The waiting room near the Cath Lab was small and not very comfortable for an early morning, two-plus hour wait. Since we had the pager, we decided to find a more comfortable place to hunker down. So we settled in on a couch near the main lobby.
Bekah had brought a book along to help her pass the time. Since it was still early and since the gnawing feeling in my gut that this was a bad decision still hadn't gone away, I decided to try and get some sleep.
I laid on the couch and kept the pager right next to my head. I wanted to make sure that I heard the buzzer as soon as it went off. As tired as I was, I was unable to sleep very well with all the worry and angst I was feeling.
Listless naps, book reading, walks, and checking emails seemed to do little to make time pass quickly. Every minute we had to wait seemed like an hour and every hour seemed like a day. Every so often I would offer up a quick prayer and hope that Nathan was doing okay.
As we passed two hours waiting, the knot in my stomach continued to grow. I tried to have have faith that everything was going to be alright, but the doubt I was feeling was doing a number on me.
Finally, after what seemed like forever, the buzzer went off. We headed back to the Cath Lab waiting to see our boy.
But we were met with the nearly the worst possible news we could ever even imagine instead.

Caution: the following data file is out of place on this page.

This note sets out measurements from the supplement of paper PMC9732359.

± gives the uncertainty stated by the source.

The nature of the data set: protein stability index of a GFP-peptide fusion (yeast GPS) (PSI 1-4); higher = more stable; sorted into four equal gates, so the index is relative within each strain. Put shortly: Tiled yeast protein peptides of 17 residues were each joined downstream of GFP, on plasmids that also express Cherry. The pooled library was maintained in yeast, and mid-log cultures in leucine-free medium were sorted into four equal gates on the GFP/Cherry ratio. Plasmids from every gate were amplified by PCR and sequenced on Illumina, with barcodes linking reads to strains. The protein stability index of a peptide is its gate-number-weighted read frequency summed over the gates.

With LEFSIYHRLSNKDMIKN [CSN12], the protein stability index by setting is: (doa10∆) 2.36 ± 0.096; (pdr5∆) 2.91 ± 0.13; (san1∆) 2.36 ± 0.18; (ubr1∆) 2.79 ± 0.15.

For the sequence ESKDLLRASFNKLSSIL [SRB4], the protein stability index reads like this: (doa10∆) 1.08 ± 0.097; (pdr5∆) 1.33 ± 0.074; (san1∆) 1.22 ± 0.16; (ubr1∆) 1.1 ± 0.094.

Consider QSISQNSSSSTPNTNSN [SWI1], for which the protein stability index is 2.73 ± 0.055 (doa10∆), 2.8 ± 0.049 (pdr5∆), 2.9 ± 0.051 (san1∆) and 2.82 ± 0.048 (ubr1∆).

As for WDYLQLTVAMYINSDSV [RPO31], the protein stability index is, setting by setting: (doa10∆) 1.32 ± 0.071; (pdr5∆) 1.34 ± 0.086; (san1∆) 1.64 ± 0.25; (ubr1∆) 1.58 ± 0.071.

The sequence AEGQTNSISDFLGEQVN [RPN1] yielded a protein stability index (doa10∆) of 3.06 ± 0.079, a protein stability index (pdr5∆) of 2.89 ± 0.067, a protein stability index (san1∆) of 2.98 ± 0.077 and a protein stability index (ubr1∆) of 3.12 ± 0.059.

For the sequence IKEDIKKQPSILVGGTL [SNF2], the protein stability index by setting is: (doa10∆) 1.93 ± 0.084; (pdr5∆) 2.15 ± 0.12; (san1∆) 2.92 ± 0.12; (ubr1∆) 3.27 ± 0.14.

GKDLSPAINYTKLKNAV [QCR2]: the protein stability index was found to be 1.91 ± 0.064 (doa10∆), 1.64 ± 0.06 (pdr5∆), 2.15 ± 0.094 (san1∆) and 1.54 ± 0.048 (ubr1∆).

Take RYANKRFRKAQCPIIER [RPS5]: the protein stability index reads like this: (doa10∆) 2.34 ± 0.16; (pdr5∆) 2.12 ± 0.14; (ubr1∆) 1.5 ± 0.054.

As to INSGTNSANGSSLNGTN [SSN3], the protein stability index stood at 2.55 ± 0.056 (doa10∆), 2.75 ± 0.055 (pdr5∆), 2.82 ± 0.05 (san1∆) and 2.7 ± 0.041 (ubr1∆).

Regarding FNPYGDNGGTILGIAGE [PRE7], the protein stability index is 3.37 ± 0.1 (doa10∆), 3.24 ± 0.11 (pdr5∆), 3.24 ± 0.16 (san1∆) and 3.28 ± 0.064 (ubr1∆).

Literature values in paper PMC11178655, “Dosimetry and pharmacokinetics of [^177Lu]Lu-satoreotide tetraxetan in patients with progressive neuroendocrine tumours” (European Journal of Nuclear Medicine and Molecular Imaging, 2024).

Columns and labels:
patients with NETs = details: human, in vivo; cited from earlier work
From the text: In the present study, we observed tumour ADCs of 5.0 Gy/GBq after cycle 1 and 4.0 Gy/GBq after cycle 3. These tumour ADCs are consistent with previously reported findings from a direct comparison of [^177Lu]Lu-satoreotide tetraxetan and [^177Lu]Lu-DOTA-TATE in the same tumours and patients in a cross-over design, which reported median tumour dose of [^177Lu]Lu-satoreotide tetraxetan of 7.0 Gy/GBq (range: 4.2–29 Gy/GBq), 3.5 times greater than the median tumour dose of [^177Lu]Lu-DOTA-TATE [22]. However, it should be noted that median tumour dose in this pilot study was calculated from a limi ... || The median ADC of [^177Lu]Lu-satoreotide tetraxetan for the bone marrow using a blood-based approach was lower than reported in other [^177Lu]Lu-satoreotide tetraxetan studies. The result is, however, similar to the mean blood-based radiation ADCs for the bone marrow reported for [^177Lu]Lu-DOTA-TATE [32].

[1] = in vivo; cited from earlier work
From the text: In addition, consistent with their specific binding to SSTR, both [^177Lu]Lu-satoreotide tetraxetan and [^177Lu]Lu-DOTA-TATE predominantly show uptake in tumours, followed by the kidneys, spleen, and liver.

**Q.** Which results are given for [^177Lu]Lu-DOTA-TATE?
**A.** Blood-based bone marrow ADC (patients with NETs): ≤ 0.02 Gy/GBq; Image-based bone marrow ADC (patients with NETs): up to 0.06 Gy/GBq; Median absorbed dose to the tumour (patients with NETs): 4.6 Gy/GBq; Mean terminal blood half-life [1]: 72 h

The doctor apologized and informed us that the procedure had not gone as expected. Just as they had gotten the wire threaded through Nathan's heart, his blood pressure dropped dramatically. That meant that they had to immediately stop the procedure and work as quickly as possible to remove the wire from Nathan's body.
Unfortunately, in their haste, they accidentally cut Nathan's right tricuspid valve, nearly severing it completely. Our hearts absolutely sank at that news. He then informed us that Nathan was on his way up to the Pediatric Intensive Care Unite (PICU) and would soon be on his way to the Operating Room for immediate open heart surgery to try and repair the valve as well as patch the VSD.
As the doctor kept apologizing for how things went, the only thought that kept running through my mind was that I knew something was going to go wrong. I felt it and now it had. Only it was worse than I could have ever imagined.
Fortunately, Dr. John A. Hawkins, Chief of Cardiothoracic Surgery at Primary Children's was available to operate on Nathan. We were informed that he was the best around and that if anyone was able to fix Nathan's valve, it would be him.
Both of us were stunned, shocked, and completely saddened by everything that we had just been told. It was like all of our worst nightmare's coming true all at the same time.